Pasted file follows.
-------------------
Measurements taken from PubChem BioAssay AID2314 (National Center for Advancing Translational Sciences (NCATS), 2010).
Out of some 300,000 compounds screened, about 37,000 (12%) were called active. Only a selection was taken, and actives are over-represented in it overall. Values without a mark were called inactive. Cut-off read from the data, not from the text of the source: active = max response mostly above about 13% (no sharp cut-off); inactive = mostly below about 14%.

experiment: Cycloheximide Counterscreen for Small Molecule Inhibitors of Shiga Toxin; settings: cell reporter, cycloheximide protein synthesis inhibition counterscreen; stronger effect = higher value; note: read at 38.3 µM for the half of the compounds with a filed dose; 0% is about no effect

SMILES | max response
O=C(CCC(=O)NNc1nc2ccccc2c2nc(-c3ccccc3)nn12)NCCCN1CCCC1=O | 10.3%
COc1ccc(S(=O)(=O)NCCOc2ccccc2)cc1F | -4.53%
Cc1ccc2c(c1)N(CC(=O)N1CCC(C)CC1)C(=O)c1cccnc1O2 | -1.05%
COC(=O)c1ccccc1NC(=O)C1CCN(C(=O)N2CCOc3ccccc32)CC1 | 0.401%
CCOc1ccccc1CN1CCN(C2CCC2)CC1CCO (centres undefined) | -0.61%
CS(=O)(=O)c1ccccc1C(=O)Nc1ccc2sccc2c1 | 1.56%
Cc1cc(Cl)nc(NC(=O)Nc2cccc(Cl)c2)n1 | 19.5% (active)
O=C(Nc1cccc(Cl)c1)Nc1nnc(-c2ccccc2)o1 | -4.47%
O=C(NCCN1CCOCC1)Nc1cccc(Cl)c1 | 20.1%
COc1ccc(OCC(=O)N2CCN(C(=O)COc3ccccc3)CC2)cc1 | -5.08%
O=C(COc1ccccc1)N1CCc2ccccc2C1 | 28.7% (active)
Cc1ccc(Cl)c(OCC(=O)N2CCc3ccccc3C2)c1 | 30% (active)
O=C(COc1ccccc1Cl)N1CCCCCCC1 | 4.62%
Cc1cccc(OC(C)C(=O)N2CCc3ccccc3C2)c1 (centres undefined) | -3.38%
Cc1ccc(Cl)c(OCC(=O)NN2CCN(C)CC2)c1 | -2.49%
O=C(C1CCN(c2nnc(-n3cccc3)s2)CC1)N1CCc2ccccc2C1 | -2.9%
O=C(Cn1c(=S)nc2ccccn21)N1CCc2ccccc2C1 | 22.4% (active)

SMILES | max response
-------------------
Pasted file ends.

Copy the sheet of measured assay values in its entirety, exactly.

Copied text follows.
Measurements taken from PubChem BioAssay AID2314 (National Center for Advancing Translational Sciences (NCATS), 2010).
Out of some 300,000 compounds screened, about 37,000 (12%) were called active. Only a selection was taken, and actives are over-represented in it overall. Values without a mark were called inactive. Cut-off read from the data, not from the text of the source: active = max response mostly above about 13% (no sharp cut-off); inactive = mostly below about 14%.

experiment: Cycloheximide Counterscreen for Small Molecule Inhibitors of Shiga Toxin; settings: cell reporter, cycloheximide protein synthesis inhibition counterscreen; stronger effect = higher value; note: read at 38.3 µM for the half of the compounds with a filed dose; 0% is about no effect

SMILES | max response
O=C(CCC(=O)NNc1nc2ccccc2c2nc(-c3ccccc3)nn12)NCCCN1CCCC1=O | 10.3%
COc1ccc(S(=O)(=O)NCCOc2ccccc2)cc1F | -4.53%
Cc1ccc2c(c1)N(CC(=O)N1CCC(C)CC1)C(=O)c1cccnc1O2 | -1.05%
COC(=O)c1ccccc1NC(=O)C1CCN(C(=O)N2CCOc3ccccc32)CC1 | 0.401%
CCOc1ccccc1CN1CCN(C2CCC2)CC1CCO (centres undefined) | -0.61%
CS(=O)(=O)c1ccccc1C(=O)Nc1ccc2sccc2c1 | 1.56%
Cc1cc(Cl)nc(NC(=O)Nc2cccc(Cl)c2)n1 | 19.5% (active)
O=C(Nc1cccc(Cl)c1)Nc1nnc(-c2ccccc2)o1 | -4.47%
O=C(NCCN1CCOCC1)Nc1cccc(Cl)c1 | 20.1%
COc1ccc(OCC(=O)N2CCN(C(=O)COc3ccccc3)CC2)cc1 | -5.08%
O=C(COc1ccccc1)N1CCc2ccccc2C1 | 28.7% (active)
Cc1ccc(Cl)c(OCC(=O)N2CCc3ccccc3C2)c1 | 30% (active)
O=C(COc1ccccc1Cl)N1CCCCCCC1 | 4.62%
Cc1cccc(OC(C)C(=O)N2CCc3ccccc3C2)c1 (centres undefined) | -3.38%
Cc1ccc(Cl)c(OCC(=O)NN2CCN(C)CC2)c1 | -2.49%
O=C(C1CCN(c2nnc(-n3cccc3)s2)CC1)N1CCc2ccccc2C1 | -2.9%
O=C(Cn1c(=S)nc2ccccn21)N1CCc2ccccc2C1 | 22.4% (active)

SMILES | max response